Music critics make mistakes all the time, and I made one two years ago, when I reviewed Austra’s debut album Feel It Break for Pitchfork. I gave that album a positive review, but it was one of those wait-and-see positive reviews, like, “They’re onto something here! Let’s see what they can do next time around!” This was wrong. They were not onto something. They did something. Austra was, and is, the group led by Katie Stelmanis, a much-admired fixture on Toronto’s art-punk scene with a voice like a heavily medicated soaring eagle. She’d linked up with a group of synthetic musicians and a pair of unearthly-beautiful twins who sang soft-monotone backing vocals, and together, they’d made an album of miasmic, uncanny synthpop, music that used the grammar of dance music to cast a warm spell that never once invited dancing. The album stuck firmly within a single mode, never varying from its thick and deep central sound, and maybe that lack of variance was why I didn’t entirely trust the spell that the album cast on me. If they expanded that core sound, I thought, maybe that spell would become stronger. This was dumb, because two years later, that album’s spell lingers; it might’ve even gained in strength. But it wasn’t entirely dumb, because now Austra have made an album that expands on their original sound, and it’s even better than the one that came before.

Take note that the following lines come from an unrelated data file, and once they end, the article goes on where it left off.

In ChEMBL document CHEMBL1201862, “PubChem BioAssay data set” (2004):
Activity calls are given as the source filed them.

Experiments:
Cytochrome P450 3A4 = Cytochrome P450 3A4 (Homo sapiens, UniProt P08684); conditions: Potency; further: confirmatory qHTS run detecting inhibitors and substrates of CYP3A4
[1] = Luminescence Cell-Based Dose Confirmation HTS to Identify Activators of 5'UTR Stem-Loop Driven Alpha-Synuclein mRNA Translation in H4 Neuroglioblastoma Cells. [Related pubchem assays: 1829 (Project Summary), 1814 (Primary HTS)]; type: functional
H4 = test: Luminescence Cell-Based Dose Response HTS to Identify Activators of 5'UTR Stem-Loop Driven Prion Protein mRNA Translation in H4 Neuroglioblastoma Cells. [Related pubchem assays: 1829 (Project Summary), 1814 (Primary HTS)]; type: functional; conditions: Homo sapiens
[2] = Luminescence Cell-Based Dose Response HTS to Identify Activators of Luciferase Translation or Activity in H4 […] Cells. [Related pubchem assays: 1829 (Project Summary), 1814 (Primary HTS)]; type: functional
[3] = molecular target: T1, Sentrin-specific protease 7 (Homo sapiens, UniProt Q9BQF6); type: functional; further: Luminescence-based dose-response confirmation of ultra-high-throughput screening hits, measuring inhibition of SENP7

Olympia, Austra’s new one, has the same basic foundation as Feel It Break: the beat and the pulse, to borrow a Feel It Break track title. Austra always make sure that the beat is a pulse, a steady reassuring thump that gives life to the track. Stelmanis never sounds like she’s singing over a track; that icily devastated voice always seems to emit from the center of it. And the difference, this time around, is that the beat is thicker and more complex. Every track still has that steady 4/4 throb, but it’s fleshed out with more: String rondos, timbale ripples, five or six different synth sounds all working in concert. That new thickness of sound makes a huge difference; the songs sound brigther and livelier than before, and you notice different sonic details all the time. (I could swear that’s a goddam harmonica deep in the mix on “We Become,” for instance.) Bits of the music here would resonate as sunshine pop in another band’s hands; the use of synthed-up marimbas, for instance, reminds me of the last Cut Copy album. But Austra have different ideas of what to do with these sounds. No matter how packed these tracks are, no matter how beautifully orchestrated, all the elements still serve that basic percolating burble.